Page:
By now the GEICO “Caveman” commercials are such a part of the public consciousness that during last November’s Duke-UNC basketball game, Tar Heels fans held up signs saying “Beating Duke – so easy a Caveman could do it.” A sitcom might seem like the logical next step in whittling these Neanderthals into a primitive niche in popular culture – just because a commercial has never been made into a successful TV series doesn’t mean it can’t be done. And, actually, there’s a good chance it can.

Kelly Fraser
Courtesy of ABC
Kelly Fraser
Courtesy of ABC

Joel (Bill English) is a modern-day caveman who shares an apartment with younger brother Andy (Sam Huntington, “Superman Returns”) and best friend Nick (Nick Kroll, “Best Week Ever”). Like their commercial counterparts, these cavemen are tech-savvy and trendy to a satirical degree. They have highly literate conversations using phrases like “pregnant with meaning,” do Sudoku puzzles over their morning coffees and whine woefully when the Wikipedia server is down. Joel works at an Ikea-like furniture store whose products’ names are the most inscrutable Norwegian words and dates sexy Homo sapien Kate (Kaitlin Doubleday, “Waiting .”). Andy plays too much “Wii Sports” and constantly laments the libertine ways of his ex, Amy. Nick is perennially broke but has no shortage of criticisms for Joel, whom he advises to “crave the cave” – i.e., date cavewomen only, not admittedly luscious “Sapes” like Kate.

“Cavemen” is a clever show – the dialogue is fast-paced and witty, and though the cavemen’s yuppie lifestyle is comic and sad, they are likable characters. These cavemen are no Patrick Bateman, materialistic cut-ups; they offer levels of depth that reveal them as good guys impaled by the spear of modern pop culture, and at heart are great friends and caring people – er, cavemen.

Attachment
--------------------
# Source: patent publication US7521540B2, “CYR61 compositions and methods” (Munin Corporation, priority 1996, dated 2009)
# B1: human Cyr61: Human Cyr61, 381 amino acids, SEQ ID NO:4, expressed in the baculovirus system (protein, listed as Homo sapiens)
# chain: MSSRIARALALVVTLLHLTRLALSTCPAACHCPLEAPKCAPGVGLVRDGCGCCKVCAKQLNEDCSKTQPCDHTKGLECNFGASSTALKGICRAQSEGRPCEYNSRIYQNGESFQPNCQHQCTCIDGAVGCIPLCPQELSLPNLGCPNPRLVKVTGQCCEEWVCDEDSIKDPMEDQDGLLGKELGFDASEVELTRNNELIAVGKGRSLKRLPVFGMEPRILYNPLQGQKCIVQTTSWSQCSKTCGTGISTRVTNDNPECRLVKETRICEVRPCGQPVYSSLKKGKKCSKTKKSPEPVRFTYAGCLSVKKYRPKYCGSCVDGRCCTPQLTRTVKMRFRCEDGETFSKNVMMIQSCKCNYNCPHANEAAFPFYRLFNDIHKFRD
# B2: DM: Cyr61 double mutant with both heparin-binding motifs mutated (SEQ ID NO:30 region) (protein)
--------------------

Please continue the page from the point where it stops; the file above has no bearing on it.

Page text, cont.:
Critics of “Cavemen” might wonder how long viewers will put up with watching hairy, wide-faced cave-dwellers interact in society akin to normal humans. The show is reminiscent of Michael Jacobs’s “Dinosaurs,” which had weirder-looking characters and was considerably more biting in its satire, yet managed three seasons. “Cavemen” borrows that show’s “non-humans-acting-like-humans” idea, but it doesn’t ruthlessly dissect human foibles in the same cutthroat manner. Its social satire is more of a friendly poke than a jab.

ABC describes “Cavemen” as a “show that turns race-relations on its head,” but it’s difficult to decide what to make of this idea. Is “Cavemen” supposed to be an allegory on the plight of other disadvantaged minorities? Actually, it’s probably the other way around, especially considering ABC re-shot the pilot to downplay its racial undertones. Joe Lawson, who penned the “Cavemen” pilot as well as many of the commercials, says the ad spots were a critique of what he saw as an overly politically correct society.

But the show complicates this idea, because the cavemen we see are no longer reactionary talking heads but real beings who talk on cell phones, order beers at bars and pay for lattés with travelers’ checks. Obviously, these cavemen differ from the rest of society, but pop culture and technology have made the common ground between them and humans more level than ever. It might be best to just pretend these cavemen are just normal dudes – after all, they aren’t so different from us.

3 out of 5 stars.

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